I’ve written about the benefits of eliminating clutter before. I’ve made a conscious effort to only buy stuff I actually need and am going to use. I’ve gone through several rounds of getting rid of stuff I own. That said, I’m not exactly a minimalist. I’ve still got what I consider to be too much stuff. But I’m also at the point where it’s getting more difficult to throw things away. Most of the stuff on my shelves has either some use, or some meaning to me. But, there remains stuff that I keep, not because it’s meaningful or useful, but because it has some other value.
Paul Graham disagrees. He thinks stuff, even intrinsically valuable stuff, isn’t valuable:
What I didn’t understand was that the value of some new acquisition wasn’t the difference between its retail price and what I paid for it. It was the value I derived from it. Stuff is an extremely illiquid asset. Unless you have some plan for selling that valuable thing you got so cheaply, what difference does it make what it’s “worth?” The only way you’re ever going to extract any value from it is to use it. And if you don’t have any immediate use for it, you probably never will.
Well, when you put it that way, it’s hard to disagree. Paul points out three more drawbacks to owning lots of stuff:
- Stuff costs money. This is money that could be productive elsewhere.
- Your stuff starts to own you. The more stuff you have, the more to think about, the more to worry about, the harder it is to travel, or move, or in some cases, just live. If you’re stuff is too good, you can’t even use for fear of breaking it (think nice china).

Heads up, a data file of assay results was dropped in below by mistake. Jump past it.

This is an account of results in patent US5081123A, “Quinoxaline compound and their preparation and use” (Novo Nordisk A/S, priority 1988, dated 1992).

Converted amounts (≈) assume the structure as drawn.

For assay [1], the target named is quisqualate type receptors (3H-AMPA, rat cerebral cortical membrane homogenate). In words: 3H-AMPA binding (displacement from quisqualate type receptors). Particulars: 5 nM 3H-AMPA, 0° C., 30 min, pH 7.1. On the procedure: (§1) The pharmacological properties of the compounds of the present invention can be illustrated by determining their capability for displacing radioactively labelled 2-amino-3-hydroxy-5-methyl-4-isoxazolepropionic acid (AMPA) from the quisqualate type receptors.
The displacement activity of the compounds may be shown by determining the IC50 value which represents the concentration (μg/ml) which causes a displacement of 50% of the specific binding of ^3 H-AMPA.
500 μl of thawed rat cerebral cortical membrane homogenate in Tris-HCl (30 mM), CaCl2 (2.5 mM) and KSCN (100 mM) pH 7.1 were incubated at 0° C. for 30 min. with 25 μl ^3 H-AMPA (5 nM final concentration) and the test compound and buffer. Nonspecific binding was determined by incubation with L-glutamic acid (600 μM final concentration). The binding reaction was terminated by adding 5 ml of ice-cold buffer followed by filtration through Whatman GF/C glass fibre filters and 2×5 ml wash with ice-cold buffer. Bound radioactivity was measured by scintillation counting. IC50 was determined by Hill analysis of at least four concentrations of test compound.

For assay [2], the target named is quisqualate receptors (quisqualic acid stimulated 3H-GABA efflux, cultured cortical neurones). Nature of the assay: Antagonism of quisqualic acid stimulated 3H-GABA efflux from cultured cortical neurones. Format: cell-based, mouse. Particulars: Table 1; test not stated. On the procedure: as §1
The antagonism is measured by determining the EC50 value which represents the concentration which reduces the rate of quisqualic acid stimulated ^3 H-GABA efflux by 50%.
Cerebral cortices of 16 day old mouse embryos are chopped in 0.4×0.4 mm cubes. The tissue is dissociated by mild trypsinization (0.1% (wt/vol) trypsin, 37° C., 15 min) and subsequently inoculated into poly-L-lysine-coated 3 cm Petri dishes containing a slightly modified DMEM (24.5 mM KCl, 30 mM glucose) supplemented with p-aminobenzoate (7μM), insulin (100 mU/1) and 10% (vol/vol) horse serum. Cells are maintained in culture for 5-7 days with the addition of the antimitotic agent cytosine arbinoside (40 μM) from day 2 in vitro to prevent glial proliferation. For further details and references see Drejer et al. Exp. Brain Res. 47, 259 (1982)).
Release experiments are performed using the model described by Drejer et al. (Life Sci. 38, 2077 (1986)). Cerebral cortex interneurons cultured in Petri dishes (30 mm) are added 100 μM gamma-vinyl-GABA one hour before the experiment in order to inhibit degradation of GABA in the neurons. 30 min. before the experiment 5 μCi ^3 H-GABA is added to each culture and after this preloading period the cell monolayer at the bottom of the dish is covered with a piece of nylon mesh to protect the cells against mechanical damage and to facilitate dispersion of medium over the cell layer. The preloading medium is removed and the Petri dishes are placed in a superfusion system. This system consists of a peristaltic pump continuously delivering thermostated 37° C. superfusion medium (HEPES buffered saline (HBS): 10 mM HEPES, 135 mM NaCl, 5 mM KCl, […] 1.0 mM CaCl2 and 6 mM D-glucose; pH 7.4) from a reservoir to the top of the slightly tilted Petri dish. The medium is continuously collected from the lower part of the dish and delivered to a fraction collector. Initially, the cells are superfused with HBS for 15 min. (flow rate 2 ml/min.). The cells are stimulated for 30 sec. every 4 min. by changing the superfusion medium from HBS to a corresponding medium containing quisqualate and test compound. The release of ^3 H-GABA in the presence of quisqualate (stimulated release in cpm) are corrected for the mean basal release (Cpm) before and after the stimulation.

- Clutter saps energy. Paul thinks that humans create mental models of their surroundings; the more clutter you have, the more brain power required to build that model. More brain power spent on that means less left for meaningful things.
Great thoughts. You don’t have to be a minimalist or a devout unclutterer, or anything of the sort to adopt this sort of philosophy. From now on, before you buy something, ask yourself “Am I going to use this all the time?” If not, it’s probably better to pass. Most of us are already stuffed:
In industrialized countries the same thing happened with food in the middle of the twentieth century. As food got cheaper (or we got richer; they’re indistinguishable), eating too much started to be a bigger danger than eating too little. We’ve now reached that point with stuff. For most people, rich or poor, stuff has become a burden.